Comparing child care costs: Can you afford an Au Pair? | Families
JACKSONVILLE, Fla. -- How impressed were we, to walk into the Hardages' home in Riverside and hear 2-year-old blond-haired, blue-eyed Olivia speaking Chinese as well as she does English.
"She picked up the language so quickly," says Olivia's mom, beaming with pride.
"And we have Chen to thank for it!"
24-year-old Chen Zhang has been a fourth addition to the Hardage household for the past year-and-a-half.
"The benefits for our family are great," explains mom and dad, Charlie and Elizabeth Hardage.
Chen has her own room in the Hardage home, shares meals -- she's considered more a member of the family than merely an employee.
Chen is what's called an au pair: a childcare worker -- very often from overseas -- who lives and works in the home, in exchange for salary, room and board.
Not only is Olivia intimately exposed to a different culture, the flexibility of having child care literally within arm's reach has relieved some of her parents' stress in a home where both of them work.
Charlie's a lawyer. Elizabeth is a school administrator, a job that includes some travel.
"There are many times when babysitters have been available until 6 p.m.," Elizabeth recalls, "but my schedule at times requires child care after normal business hours."
One of the most interesting aspects for the Hardages when choosing an au pair through the company Au Pair Care, was the ability to select specifics online: An au pair's nationality, the language(s) they speak, whether they can drive, swim, if they smoke -- even their religion.
Sounds like all that flexibility would come at a hefty price.
First for you -- we compared the costs of hiring an au pair with the average costs of hiring a babysitter to come to your home daily during the week.
We also checked out the costs of a typical day care.
Advanced Homecare Placements LLC (JaxNanny.com) is a local company which screens and matches full-time and part-time babysitters with families.
The company reports that the current rate for a full-time sitter is $11.00 to $14.00 an hour, depending on the hours needed, the number of children involved and other variables.
For parents who need a babysitter eight-hour days, five days a week, that means the lowest cost averages about $21,000 a year. That's about $1,700 each month, or $440 a week.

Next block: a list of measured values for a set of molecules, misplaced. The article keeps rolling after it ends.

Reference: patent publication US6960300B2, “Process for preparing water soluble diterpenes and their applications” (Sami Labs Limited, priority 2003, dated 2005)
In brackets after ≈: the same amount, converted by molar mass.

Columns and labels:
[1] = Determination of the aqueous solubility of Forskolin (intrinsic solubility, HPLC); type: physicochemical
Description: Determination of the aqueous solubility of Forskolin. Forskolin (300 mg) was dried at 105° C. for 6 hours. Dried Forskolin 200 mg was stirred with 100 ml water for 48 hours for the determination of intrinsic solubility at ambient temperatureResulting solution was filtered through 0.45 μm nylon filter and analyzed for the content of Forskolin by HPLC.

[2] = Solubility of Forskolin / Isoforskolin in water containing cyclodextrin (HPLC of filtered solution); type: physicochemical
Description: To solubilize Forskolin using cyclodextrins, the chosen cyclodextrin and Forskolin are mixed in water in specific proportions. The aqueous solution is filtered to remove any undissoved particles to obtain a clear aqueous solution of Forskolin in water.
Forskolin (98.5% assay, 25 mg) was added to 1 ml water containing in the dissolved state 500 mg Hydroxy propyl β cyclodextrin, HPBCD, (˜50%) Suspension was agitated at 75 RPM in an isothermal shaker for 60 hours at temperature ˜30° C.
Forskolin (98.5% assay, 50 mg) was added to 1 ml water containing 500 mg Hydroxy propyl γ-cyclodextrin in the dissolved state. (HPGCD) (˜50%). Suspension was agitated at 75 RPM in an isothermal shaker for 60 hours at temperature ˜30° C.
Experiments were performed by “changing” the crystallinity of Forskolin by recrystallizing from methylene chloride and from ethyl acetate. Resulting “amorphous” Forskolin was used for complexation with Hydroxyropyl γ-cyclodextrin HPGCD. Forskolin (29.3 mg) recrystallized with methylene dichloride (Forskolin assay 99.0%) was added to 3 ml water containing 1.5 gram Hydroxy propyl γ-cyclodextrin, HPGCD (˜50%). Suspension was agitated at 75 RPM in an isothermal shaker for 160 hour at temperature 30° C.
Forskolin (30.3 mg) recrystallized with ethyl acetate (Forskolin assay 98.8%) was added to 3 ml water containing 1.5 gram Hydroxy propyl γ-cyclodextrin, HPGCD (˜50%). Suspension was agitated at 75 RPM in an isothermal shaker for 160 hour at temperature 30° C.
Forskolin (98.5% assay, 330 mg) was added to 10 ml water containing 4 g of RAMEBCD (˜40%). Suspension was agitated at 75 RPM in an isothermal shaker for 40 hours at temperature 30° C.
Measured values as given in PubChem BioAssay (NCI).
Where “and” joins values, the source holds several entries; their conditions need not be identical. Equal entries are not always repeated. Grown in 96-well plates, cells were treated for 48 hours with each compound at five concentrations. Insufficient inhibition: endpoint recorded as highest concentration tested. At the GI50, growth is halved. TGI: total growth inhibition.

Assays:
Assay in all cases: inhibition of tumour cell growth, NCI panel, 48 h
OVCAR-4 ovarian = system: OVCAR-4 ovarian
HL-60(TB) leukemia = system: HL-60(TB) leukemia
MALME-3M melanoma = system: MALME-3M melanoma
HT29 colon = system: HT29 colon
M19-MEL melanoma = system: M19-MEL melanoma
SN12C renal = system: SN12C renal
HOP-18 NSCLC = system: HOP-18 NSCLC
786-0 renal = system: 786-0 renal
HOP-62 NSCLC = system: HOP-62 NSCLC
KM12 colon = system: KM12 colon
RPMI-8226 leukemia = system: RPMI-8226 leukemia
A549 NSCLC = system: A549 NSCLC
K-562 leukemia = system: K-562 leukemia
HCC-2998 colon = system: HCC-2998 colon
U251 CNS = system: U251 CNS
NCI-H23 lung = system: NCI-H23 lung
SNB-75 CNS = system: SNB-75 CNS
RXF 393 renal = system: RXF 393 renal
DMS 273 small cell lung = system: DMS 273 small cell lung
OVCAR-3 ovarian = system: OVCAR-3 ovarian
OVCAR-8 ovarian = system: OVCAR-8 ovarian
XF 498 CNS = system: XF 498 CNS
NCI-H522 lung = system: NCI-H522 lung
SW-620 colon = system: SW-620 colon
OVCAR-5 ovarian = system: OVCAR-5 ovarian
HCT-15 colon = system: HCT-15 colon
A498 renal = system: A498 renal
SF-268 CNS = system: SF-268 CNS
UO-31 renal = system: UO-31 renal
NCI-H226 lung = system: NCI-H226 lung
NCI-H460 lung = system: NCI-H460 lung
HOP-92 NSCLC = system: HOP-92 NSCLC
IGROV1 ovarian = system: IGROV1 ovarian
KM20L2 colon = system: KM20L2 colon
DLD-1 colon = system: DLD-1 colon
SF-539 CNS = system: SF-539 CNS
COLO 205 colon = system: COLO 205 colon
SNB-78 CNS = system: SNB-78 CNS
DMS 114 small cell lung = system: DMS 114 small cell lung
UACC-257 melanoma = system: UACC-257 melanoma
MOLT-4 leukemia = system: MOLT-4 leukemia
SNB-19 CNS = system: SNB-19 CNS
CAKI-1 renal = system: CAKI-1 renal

Add to those figures sick days, vacations or any other type of time off, and you'll pay a bit less.
Looking at day care centers across Jacksonville, you can expect to pay between $100 to $300 a week.
The National Association of Child Care Resource and Referral Agencies says the average weekly cost for child care is $150 a week; that's about $600 a month, or $7,200 a year.
Again, the cost can vary depending on a family's needs: service hours needed, special needs for your child, their age, meals provided, etc.
According to AuPairCare.com, most of those variables are irrelevant when examining the costs of using an au pair for child care.
The website states the average annual cost falls between those of babysitters and day care centers; about $17,800, despite the number of children or other needs that may otherwise drive up the costs of child care.
A challenge for some families wanting an au pair's services, can be the way the costs are distributed.
Typically with babysitters or day care centers, costs are evenly distributed over the period of time families use their services.
Also, payments are usually weekly or bi-weekly.
With Au Pair Care, half of that $17,800, is costs paid up front to cover fees, including the au pair's travel and specialized training. The other half is given to the au pair themselves as a weekly stipend.
Even with the company's Family Friendly Payment Plan, an initial down payment of more than $3,000 is required to start the process of bringing an au pair to your home.
While the Hardages did feel that pinch in their pockets, for them the benefits far outweigh any inconvenience felt by the costs -- or cozier living arrangements.